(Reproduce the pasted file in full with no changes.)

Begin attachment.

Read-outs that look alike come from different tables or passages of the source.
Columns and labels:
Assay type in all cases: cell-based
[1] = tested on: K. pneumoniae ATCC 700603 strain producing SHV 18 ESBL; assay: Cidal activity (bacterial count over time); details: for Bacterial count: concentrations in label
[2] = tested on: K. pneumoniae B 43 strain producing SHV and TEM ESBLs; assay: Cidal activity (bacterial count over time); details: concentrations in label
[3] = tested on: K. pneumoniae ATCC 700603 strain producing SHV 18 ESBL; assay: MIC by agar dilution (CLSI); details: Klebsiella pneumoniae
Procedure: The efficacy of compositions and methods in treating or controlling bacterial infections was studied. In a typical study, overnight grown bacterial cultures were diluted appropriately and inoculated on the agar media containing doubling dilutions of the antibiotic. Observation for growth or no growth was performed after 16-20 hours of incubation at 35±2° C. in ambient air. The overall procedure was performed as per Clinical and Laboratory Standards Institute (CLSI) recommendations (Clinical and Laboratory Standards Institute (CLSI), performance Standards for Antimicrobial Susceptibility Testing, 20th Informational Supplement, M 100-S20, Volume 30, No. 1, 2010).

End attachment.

Read-outs that look alike come from different tables or passages of the source.
Columns and labels:
Assay type in all cases: cell-based
[1] = tested on: K. pneumoniae ATCC 700603 strain producing SHV 18 ESBL; assay: Cidal activity (bacterial count over time); details: for Bacterial count: concentrations in label
[2] = tested on: K. pneumoniae B 43 strain producing SHV and TEM ESBLs; assay: Cidal activity (bacterial count over time); details: concentrations in label
[3] = tested on: K. pneumoniae ATCC 700603 strain producing SHV 18 ESBL; assay: MIC by agar dilution (CLSI); details: Klebsiella pneumoniae
Procedure: The efficacy of compositions and methods in treating or controlling bacterial infections was studied. In a typical study, overnight grown bacterial cultures were diluted appropriately and inoculated on the agar media containing doubling dilutions of the antibiotic. Observation for growth or no growth was performed after 16-20 hours of incubation at 35±2° C. in ambient air. The overall procedure was performed as per Clinical and Laboratory Standards Institute (CLSI) recommendations (Clinical and Laboratory Standards Institute (CLSI), performance Standards for Antimicrobial Susceptibility Testing, 20th Informational Supplement, M 100-S20, Volume 30, No. 1, 2010).